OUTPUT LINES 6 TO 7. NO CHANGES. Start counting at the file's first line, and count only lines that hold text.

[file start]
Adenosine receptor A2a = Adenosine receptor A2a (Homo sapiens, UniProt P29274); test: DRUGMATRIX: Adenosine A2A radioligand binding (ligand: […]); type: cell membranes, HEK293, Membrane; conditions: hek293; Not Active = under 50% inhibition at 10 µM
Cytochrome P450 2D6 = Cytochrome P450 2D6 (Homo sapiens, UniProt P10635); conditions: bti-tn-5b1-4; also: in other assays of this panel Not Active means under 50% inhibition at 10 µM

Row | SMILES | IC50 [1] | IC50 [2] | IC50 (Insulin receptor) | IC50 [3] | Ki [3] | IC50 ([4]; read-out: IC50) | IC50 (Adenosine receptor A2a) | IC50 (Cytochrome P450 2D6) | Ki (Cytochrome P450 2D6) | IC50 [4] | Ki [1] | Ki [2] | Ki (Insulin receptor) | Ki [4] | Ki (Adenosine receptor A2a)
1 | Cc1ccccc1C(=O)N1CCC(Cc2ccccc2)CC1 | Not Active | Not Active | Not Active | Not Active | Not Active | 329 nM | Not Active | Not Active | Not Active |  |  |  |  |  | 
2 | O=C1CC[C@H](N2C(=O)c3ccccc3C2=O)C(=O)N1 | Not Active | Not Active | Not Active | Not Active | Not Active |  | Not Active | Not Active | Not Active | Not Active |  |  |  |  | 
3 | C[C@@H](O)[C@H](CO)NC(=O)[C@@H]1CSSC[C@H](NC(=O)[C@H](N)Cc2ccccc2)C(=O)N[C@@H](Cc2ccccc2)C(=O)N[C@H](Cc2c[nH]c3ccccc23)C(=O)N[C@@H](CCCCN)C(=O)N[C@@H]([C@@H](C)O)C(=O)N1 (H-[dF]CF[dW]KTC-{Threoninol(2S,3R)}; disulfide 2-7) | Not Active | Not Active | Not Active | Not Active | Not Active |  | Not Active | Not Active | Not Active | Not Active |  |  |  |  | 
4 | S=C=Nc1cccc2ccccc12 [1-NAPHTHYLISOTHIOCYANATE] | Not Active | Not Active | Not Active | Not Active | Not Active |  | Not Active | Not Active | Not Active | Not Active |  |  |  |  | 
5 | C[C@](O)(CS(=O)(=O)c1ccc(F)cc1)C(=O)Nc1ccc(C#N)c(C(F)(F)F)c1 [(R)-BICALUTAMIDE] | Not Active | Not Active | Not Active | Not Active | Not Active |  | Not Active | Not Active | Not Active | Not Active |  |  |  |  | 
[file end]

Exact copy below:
3 | C[C@@H](O)[C@H](CO)NC(=O)[C@@H]1CSSC[C@H](NC(=O)[C@H](N)Cc2ccccc2)C(=O)N[C@@H](Cc2ccccc2)C(=O)N[C@H](Cc2c[nH]c3ccccc23)C(=O)N[C@@H](CCCCN)C(=O)N[C@@H]([C@@H](C)O)C(=O)N1 (H-[dF]CF[dW]KTC-{Threoninol(2S,3R)}; disulfide 2-7) | Not Active | Not Active | Not Active | Not Active | Not Active |  | Not Active | Not Active | Not Active | Not Active |  |  |  |  | 
4 | S=C=Nc1cccc2ccccc12 [1-NAPHTHYLISOTHIOCYANATE] | Not Active | Not Active | Not Active | Not Active | Not Active |  | Not Active | Not Active | Not Active | Not Active |  |  |  |  | 